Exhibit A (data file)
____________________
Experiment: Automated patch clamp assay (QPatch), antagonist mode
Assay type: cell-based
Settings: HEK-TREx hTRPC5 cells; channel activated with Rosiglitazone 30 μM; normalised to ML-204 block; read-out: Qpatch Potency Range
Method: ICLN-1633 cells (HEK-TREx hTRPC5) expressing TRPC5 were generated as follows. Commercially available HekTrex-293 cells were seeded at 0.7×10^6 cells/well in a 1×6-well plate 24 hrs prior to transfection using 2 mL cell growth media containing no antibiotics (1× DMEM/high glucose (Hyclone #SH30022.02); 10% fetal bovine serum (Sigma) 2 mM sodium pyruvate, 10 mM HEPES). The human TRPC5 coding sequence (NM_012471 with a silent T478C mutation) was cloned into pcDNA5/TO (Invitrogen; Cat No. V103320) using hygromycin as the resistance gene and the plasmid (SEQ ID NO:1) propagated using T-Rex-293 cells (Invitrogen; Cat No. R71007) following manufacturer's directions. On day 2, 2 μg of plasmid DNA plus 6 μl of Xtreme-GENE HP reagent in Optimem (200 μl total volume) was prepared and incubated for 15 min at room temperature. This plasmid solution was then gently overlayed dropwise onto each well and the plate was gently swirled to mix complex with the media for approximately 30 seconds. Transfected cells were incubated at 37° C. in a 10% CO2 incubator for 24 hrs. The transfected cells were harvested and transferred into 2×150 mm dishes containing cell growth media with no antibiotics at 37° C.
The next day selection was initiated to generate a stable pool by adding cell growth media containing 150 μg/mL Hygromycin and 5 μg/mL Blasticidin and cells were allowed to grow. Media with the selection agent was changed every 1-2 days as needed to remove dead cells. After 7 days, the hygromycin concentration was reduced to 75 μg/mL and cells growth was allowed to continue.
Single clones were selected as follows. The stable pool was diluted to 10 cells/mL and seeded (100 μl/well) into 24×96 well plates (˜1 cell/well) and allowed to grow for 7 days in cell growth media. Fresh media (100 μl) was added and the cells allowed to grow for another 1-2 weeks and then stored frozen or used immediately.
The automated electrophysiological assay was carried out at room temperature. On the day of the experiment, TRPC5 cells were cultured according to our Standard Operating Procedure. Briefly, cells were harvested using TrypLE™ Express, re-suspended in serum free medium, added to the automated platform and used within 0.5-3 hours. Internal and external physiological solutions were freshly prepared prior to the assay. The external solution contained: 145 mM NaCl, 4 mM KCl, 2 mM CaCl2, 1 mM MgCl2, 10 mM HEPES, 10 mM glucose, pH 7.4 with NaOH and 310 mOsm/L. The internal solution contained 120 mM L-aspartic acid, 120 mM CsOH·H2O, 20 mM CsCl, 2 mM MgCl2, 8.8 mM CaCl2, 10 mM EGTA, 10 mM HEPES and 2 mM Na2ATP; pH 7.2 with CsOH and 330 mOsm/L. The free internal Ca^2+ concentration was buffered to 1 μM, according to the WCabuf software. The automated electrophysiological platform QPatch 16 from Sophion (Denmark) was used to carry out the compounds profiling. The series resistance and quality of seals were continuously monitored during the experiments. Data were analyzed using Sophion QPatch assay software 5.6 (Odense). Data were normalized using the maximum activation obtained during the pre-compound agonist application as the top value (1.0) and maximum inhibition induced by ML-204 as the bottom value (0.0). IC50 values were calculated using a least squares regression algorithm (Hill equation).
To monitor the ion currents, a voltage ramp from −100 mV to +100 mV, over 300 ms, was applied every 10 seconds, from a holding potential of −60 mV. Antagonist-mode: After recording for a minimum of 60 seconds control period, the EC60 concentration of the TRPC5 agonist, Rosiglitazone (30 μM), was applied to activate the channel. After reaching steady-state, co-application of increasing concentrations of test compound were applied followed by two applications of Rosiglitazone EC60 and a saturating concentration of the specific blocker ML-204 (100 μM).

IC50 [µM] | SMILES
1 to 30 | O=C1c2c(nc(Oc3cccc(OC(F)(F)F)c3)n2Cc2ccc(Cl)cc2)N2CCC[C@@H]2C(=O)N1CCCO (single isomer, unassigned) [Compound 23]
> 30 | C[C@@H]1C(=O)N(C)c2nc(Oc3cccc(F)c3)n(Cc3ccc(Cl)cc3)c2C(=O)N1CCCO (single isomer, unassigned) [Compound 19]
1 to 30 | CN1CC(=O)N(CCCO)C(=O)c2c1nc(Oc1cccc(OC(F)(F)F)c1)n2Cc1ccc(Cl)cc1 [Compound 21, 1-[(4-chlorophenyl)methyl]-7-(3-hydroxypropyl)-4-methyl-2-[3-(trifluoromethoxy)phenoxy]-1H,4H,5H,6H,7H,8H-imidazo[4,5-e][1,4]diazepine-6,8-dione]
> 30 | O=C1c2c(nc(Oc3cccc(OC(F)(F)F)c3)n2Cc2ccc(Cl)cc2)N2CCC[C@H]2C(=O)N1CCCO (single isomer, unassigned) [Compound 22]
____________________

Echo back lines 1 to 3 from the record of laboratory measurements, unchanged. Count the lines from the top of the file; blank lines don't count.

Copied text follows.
Experiment: Automated patch clamp assay (QPatch), antagonist mode
Assay type: cell-based
Settings: HEK-TREx hTRPC5 cells; channel activated with Rosiglitazone 30 μM; normalised to ML-204 block; read-out: Qpatch Potency Range